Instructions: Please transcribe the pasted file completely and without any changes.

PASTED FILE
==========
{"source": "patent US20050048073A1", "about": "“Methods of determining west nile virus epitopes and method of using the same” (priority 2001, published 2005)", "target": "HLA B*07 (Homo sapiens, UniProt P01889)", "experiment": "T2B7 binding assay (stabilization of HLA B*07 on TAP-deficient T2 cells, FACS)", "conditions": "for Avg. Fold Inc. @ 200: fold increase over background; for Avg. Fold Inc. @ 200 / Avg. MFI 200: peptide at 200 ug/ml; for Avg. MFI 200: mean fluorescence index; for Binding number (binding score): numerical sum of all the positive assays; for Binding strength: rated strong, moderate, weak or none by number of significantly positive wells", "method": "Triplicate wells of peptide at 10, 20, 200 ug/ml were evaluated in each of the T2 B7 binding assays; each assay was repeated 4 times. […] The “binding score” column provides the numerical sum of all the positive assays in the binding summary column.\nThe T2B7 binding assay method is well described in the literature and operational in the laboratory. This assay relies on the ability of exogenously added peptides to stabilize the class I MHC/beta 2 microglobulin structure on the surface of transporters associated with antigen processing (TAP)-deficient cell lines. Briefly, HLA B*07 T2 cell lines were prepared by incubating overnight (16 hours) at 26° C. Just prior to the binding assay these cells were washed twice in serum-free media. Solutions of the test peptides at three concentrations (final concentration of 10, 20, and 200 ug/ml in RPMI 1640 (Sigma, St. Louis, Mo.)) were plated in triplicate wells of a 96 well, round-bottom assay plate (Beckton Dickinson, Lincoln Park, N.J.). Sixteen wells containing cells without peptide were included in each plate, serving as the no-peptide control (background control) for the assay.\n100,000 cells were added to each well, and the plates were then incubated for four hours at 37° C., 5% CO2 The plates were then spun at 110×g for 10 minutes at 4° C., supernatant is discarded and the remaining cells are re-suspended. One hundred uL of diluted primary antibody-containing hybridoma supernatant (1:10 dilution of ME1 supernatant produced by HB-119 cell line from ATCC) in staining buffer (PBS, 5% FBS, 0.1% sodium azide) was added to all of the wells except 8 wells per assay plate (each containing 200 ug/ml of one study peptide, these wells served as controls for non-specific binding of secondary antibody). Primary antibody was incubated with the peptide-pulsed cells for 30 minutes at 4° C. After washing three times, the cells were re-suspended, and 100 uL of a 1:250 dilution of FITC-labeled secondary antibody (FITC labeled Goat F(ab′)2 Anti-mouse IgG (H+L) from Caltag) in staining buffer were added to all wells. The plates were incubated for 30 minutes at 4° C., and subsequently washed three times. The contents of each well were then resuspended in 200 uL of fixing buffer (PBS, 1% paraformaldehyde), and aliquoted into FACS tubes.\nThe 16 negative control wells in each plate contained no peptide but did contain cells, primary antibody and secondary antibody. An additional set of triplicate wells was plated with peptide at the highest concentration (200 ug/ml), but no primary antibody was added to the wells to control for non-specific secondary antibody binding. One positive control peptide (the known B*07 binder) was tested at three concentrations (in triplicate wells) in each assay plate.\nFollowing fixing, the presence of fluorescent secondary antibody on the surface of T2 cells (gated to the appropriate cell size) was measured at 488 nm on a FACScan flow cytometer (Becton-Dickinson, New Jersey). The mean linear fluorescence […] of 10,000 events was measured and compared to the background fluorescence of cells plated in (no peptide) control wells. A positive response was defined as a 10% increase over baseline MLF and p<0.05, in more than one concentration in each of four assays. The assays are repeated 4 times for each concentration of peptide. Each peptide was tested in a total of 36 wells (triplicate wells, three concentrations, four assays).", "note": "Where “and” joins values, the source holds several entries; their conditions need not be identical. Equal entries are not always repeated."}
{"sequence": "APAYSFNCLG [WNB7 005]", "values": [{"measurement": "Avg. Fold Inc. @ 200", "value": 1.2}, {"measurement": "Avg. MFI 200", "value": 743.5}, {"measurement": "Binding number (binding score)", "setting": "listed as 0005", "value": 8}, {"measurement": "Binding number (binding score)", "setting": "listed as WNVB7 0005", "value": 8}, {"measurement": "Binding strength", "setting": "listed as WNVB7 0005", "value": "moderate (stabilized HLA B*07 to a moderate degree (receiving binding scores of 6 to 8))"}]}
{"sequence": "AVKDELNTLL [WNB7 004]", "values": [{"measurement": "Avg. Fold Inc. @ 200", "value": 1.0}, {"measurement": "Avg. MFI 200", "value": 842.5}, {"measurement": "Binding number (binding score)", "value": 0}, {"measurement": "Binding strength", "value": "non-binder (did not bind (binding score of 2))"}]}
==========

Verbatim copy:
{"source": "patent US20050048073A1", "about": "“Methods of determining west nile virus epitopes and method of using the same” (priority 2001, published 2005)", "target": "HLA B*07 (Homo sapiens, UniProt P01889)", "experiment": "T2B7 binding assay (stabilization of HLA B*07 on TAP-deficient T2 cells, FACS)", "conditions": "for Avg. Fold Inc. @ 200: fold increase over background; for Avg. Fold Inc. @ 200 / Avg. MFI 200: peptide at 200 ug/ml; for Avg. MFI 200: mean fluorescence index; for Binding number (binding score): numerical sum of all the positive assays; for Binding strength: rated strong, moderate, weak or none by number of significantly positive wells", "method": "Triplicate wells of peptide at 10, 20, 200 ug/ml were evaluated in each of the T2 B7 binding assays; each assay was repeated 4 times. […] The “binding score” column provides the numerical sum of all the positive assays in the binding summary column.\nThe T2B7 binding assay method is well described in the literature and operational in the laboratory. This assay relies on the ability of exogenously added peptides to stabilize the class I MHC/beta 2 microglobulin structure on the surface of transporters associated with antigen processing (TAP)-deficient cell lines. Briefly, HLA B*07 T2 cell lines were prepared by incubating overnight (16 hours) at 26° C. Just prior to the binding assay these cells were washed twice in serum-free media. Solutions of the test peptides at three concentrations (final concentration of 10, 20, and 200 ug/ml in RPMI 1640 (Sigma, St. Louis, Mo.)) were plated in triplicate wells of a 96 well, round-bottom assay plate (Beckton Dickinson, Lincoln Park, N.J.). Sixteen wells containing cells without peptide were included in each plate, serving as the no-peptide control (background control) for the assay.\n100,000 cells were added to each well, and the plates were then incubated for four hours at 37° C., 5% CO2 The plates were then spun at 110×g for 10 minutes at 4° C., supernatant is discarded and the remaining cells are re-suspended. One hundred uL of diluted primary antibody-containing hybridoma supernatant (1:10 dilution of ME1 supernatant produced by HB-119 cell line from ATCC) in staining buffer (PBS, 5% FBS, 0.1% sodium azide) was added to all of the wells except 8 wells per assay plate (each containing 200 ug/ml of one study peptide, these wells served as controls for non-specific binding of secondary antibody). Primary antibody was incubated with the peptide-pulsed cells for 30 minutes at 4° C. After washing three times, the cells were re-suspended, and 100 uL of a 1:250 dilution of FITC-labeled secondary antibody (FITC labeled Goat F(ab′)2 Anti-mouse IgG (H+L) from Caltag) in staining buffer were added to all wells. The plates were incubated for 30 minutes at 4° C., and subsequently washed three times. The contents of each well were then resuspended in 200 uL of fixing buffer (PBS, 1% paraformaldehyde), and aliquoted into FACS tubes.\nThe 16 negative control wells in each plate contained no peptide but did contain cells, primary antibody and secondary antibody. An additional set of triplicate wells was plated with peptide at the highest concentration (200 ug/ml), but no primary antibody was added to the wells to control for non-specific secondary antibody binding. One positive control peptide (the known B*07 binder) was tested at three concentrations (in triplicate wells) in each assay plate.\nFollowing fixing, the presence of fluorescent secondary antibody on the surface of T2 cells (gated to the appropriate cell size) was measured at 488 nm on a FACScan flow cytometer (Becton-Dickinson, New Jersey). The mean linear fluorescence […] of 10,000 events was measured and compared to the background fluorescence of cells plated in (no peptide) control wells. A positive response was defined as a 10% increase over baseline MLF and p<0.05, in more than one concentration in each of four assays. The assays are repeated 4 times for each concentration of peptide. Each peptide was tested in a total of 36 wells (triplicate wells, three concentrations, four assays).", "note": "Where “and” joins values, the source holds several entries; their conditions need not be identical. Equal entries are not always repeated."}
{"sequence": "APAYSFNCLG [WNB7 005]", "values": [{"measurement": "Avg. Fold Inc. @ 200", "value": 1.2}, {"measurement": "Avg. MFI 200", "value": 743.5}, {"measurement": "Binding number (binding score)", "setting": "listed as 0005", "value": 8}, {"measurement": "Binding number (binding score)", "setting": "listed as WNVB7 0005", "value": 8}, {"measurement": "Binding strength", "setting": "listed as WNVB7 0005", "value": "moderate (stabilized HLA B*07 to a moderate degree (receiving binding scores of 6 to 8))"}]}
{"sequence": "AVKDELNTLL [WNB7 004]", "values": [{"measurement": "Avg. Fold Inc. @ 200", "value": 1.0}, {"measurement": "Avg. MFI 200", "value": 842.5}, {"measurement": "Binding number (binding score)", "value": 0}, {"measurement": "Binding strength", "value": "non-binder (did not bind (binding score of 2))"}]}